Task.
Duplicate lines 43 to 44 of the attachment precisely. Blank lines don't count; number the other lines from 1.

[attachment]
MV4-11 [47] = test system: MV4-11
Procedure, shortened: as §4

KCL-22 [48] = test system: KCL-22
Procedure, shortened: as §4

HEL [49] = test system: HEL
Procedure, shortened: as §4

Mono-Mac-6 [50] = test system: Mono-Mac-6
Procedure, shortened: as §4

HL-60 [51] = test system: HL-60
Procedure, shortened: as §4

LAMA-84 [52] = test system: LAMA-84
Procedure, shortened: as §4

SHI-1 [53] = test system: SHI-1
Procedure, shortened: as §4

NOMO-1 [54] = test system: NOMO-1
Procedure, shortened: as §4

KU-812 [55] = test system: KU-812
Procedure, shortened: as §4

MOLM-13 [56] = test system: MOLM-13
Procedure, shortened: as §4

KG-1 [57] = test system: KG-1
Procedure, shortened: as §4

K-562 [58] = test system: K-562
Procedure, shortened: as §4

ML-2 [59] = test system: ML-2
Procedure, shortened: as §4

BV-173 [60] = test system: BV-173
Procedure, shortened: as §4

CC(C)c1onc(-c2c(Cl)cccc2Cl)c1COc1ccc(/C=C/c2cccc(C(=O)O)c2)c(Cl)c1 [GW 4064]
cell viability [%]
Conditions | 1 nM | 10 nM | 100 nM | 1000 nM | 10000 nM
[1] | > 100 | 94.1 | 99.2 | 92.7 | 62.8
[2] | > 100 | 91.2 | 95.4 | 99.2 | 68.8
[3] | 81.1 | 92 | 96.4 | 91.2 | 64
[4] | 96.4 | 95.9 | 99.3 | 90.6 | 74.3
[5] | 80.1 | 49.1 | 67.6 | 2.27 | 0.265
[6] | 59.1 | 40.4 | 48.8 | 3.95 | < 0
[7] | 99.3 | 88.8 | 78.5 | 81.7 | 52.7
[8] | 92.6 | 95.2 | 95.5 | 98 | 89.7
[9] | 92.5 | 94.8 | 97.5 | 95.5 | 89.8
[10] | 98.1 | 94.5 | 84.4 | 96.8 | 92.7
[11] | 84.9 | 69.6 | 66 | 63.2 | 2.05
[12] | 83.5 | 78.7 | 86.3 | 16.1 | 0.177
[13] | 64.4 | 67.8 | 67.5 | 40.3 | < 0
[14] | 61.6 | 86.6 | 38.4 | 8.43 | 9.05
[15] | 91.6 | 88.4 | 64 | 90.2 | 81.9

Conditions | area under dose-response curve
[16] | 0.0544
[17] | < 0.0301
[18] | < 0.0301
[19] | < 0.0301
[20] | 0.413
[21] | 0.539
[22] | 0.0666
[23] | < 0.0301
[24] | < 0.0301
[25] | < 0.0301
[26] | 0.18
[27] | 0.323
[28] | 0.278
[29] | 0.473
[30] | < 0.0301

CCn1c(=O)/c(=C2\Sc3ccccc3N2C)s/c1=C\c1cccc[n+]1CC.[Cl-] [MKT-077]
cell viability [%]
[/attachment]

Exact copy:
[12] | 83.5 | 78.7 | 86.3 | 16.1 | 0.177
[13] | 64.4 | 67.8 | 67.5 | 40.3 | < 0